Primary Sclerosing Cholangitis (PSC) - Diagnosis

What tests and exams led to a diagnosis of primary sclerosing cholangitis (PSC)?

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How is the diagnosis of primary sclerosing cholangitis made?

The diagnosis of primary sclerosing cholangitis is suspected from the symptoms (such as fatigue, itching, and jaundice) and abnormal laboratory tests (such as abnormally elevated blood levels of alkaline phosphatase and other liver enzymes); and is confirmed by demonstration of abnormally thickened bile ducts using special radiological tests. It is also important to exclude other diseases that can mimic primary sclerosing cholangitis. These diseases include primary biliary cirrhosis (PBC), gallstones in the bile ducts, bile duct cancers and strictures.

Blood tests

The blood level of alkaline phosphates is usually elevated in primary sclerosing cholangitis. The blood levels of other liver enzymes (AST and ALT) may also be mildly elevated. Except in those patients with the autoimmune hepatitis overlap of primary sclerosing cholangitis, the bilirubin usually is normal but gradually increases as the disease progress. Antimitochondrial antibody (AMA), which is elevated in patients with PBC, is usually normal in patients with primary sclerosing cholangitis.

Radiologic tests

Endoscopic retrograde cholangio-pancreatography (ERCP) and magnetic resonance cholangio-pancreatography (MRCP) are commonly performed to visualize the intrahepatic and extrahepatic ducts. These ducts are typically normal in appearance in patients with PBC, but in primary sclerosing cholangitis patients, these ducts have a beaded appearance (multiple narrowings along the ducts with areas of widening in between).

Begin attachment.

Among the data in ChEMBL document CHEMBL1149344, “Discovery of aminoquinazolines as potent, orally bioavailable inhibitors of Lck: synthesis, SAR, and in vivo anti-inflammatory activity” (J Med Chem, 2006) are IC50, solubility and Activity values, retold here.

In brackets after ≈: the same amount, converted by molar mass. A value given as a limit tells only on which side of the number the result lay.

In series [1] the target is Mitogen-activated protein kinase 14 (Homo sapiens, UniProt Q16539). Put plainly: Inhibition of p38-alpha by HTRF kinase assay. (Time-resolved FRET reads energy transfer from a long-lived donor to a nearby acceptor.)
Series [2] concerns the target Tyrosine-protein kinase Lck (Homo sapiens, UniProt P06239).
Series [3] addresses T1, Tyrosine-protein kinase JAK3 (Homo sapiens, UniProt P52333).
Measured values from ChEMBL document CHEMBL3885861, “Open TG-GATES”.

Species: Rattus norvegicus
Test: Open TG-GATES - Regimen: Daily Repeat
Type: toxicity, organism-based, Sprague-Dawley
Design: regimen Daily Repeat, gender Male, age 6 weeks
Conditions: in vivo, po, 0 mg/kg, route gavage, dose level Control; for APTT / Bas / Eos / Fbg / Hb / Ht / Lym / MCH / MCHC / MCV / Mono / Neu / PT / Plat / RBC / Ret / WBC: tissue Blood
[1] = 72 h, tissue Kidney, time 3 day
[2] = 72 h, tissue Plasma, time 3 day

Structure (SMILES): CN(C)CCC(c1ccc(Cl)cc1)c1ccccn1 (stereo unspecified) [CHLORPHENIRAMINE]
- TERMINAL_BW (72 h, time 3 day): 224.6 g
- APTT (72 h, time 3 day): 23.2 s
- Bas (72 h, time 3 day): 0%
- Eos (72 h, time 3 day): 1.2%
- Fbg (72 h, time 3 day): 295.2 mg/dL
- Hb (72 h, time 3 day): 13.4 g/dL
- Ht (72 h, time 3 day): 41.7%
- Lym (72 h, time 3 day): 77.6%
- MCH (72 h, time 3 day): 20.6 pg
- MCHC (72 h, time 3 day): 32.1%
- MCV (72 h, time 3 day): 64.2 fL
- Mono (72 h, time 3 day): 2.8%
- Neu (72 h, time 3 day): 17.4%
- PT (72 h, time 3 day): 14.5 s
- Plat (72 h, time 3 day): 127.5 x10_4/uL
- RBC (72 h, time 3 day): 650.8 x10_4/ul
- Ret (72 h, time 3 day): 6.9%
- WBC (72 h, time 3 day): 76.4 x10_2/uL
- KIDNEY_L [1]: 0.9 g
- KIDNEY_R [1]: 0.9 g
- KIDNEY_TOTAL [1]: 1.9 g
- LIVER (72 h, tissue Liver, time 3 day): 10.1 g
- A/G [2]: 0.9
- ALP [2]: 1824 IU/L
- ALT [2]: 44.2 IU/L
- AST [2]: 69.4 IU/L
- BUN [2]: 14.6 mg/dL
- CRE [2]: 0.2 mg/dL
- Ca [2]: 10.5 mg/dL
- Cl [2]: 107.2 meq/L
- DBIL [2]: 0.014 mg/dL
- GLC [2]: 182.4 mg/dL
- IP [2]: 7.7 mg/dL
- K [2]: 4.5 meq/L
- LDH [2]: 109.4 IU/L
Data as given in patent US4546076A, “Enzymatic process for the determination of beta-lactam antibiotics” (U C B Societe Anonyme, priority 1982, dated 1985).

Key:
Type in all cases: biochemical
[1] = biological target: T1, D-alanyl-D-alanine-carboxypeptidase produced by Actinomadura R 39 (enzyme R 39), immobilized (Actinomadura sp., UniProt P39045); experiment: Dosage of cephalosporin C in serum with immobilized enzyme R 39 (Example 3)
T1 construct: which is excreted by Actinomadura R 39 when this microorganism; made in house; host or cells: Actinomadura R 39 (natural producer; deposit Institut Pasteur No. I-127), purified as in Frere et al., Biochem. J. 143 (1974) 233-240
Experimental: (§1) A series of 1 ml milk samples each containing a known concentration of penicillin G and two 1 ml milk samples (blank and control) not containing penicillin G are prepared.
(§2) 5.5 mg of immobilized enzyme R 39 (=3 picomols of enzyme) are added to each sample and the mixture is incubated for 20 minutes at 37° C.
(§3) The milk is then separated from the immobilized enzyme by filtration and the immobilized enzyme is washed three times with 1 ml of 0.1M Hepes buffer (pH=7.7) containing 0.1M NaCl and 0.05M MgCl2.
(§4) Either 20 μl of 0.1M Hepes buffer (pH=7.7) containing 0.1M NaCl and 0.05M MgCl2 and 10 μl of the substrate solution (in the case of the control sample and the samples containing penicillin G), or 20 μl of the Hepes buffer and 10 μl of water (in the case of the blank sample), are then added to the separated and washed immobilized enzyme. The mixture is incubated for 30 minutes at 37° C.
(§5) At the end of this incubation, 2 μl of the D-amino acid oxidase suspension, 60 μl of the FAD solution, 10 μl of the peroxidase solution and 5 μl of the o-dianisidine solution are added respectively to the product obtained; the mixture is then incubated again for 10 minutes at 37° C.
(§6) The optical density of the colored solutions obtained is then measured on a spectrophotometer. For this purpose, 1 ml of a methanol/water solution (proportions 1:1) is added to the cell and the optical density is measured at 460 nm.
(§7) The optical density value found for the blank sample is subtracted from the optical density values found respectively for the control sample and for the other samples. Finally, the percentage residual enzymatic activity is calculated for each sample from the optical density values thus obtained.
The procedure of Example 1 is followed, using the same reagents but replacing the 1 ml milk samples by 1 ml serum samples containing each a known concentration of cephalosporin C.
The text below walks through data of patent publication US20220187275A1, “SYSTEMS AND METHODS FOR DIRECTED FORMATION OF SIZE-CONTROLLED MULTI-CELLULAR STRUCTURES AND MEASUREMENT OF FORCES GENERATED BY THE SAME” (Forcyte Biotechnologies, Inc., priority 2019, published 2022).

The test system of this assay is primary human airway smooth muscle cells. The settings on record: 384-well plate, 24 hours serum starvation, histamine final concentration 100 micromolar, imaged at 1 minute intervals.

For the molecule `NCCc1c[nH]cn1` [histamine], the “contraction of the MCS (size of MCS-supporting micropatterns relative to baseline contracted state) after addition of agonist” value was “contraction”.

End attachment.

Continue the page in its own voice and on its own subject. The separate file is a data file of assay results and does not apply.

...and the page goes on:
MRCP is noninvasive and safe. ERCP is more invasive and carries a 5%-6% chance of causing an attack of acute pancreatitis. However, ERCP has the advantage of obtaining cell samples (a process called brush cytology) from the bile ducts. Brush cytology is not very accurate, but sometimes can help to diagnose cholangiocarcinoma. Also, during ERCP, doctor can also insert balloons and stents across major areas of narrowing (dominant strictures) to relieve obstruction and treat infection.


Patients with primary sclerosing cholangitis have a high likelihood of also having ulcerative colitis, and, as mentioned previously, patients with primary sclerosing cholangitis and ulcerative colitis have higher risks of developing colon cancer. Thus, colonoscopy is important to both diagnose ulcerative colitis and for early detection of cancer or precancerous conditions.

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